WikiLeaks Founder’s Threats Are Not Bluffs

A computer security expert has told CNN that WikiLeaks founder Julian Assange is probably serious when he talks about unleashing a monster file of secret information if he is harmed, imprisoned, or his company is shut down.

Hemu Nigam, who has worked in government and private sector computer security for more than two decades, says that Assange specifically announced that there is a 256-bit key encryption code that only a few trusted associates know, which will unleash the contents of the 1.4 gigabyte-size file. "Most of the time, you see a 56-[bit]key encryption. That's considered secure. When you are using 256, you are sending a message: 'I'm smart enough to know that you will try to get in'," Nigam told CNN.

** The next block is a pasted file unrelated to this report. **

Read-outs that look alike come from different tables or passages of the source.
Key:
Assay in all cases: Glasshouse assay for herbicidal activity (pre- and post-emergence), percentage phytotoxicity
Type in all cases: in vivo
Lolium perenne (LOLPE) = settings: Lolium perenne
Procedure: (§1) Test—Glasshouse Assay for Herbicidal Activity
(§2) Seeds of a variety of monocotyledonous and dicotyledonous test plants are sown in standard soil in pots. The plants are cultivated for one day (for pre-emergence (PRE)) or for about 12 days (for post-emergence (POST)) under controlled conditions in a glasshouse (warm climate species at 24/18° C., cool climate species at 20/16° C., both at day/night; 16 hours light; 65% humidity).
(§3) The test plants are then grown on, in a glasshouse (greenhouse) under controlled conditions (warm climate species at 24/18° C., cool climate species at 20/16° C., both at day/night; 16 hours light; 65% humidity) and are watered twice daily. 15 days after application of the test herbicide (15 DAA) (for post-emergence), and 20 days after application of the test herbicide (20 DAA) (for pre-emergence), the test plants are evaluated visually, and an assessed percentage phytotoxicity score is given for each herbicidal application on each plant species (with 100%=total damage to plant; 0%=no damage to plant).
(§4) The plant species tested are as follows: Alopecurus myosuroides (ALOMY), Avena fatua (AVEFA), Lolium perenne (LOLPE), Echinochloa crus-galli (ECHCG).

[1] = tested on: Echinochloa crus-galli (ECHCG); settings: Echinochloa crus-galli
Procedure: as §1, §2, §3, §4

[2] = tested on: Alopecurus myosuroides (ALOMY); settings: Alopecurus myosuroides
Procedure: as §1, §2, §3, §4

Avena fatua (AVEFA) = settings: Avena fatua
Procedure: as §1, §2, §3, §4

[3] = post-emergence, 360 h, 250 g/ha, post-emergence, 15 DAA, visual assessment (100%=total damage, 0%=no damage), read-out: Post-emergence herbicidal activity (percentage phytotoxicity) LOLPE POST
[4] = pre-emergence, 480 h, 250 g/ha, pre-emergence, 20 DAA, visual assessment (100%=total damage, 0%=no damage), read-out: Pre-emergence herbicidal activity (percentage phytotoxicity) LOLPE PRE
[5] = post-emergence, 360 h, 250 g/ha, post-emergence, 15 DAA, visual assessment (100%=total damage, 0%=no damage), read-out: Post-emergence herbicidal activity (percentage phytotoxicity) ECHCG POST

It could take an incalculable number of years to figure out the combination of letters, numbers and symbols comprising the 256-bit key code, says this article in ExecDigital magazine.

“It's anyone's guess what's in the 1.4 gigabyte file, labeled `insurance.aes256,’ but there's no doubt that it's inspiring intrigue among the public, much like a modern-day spy novel in which the main character's deadliest weapon is a computer,” the article quotes Nigam.

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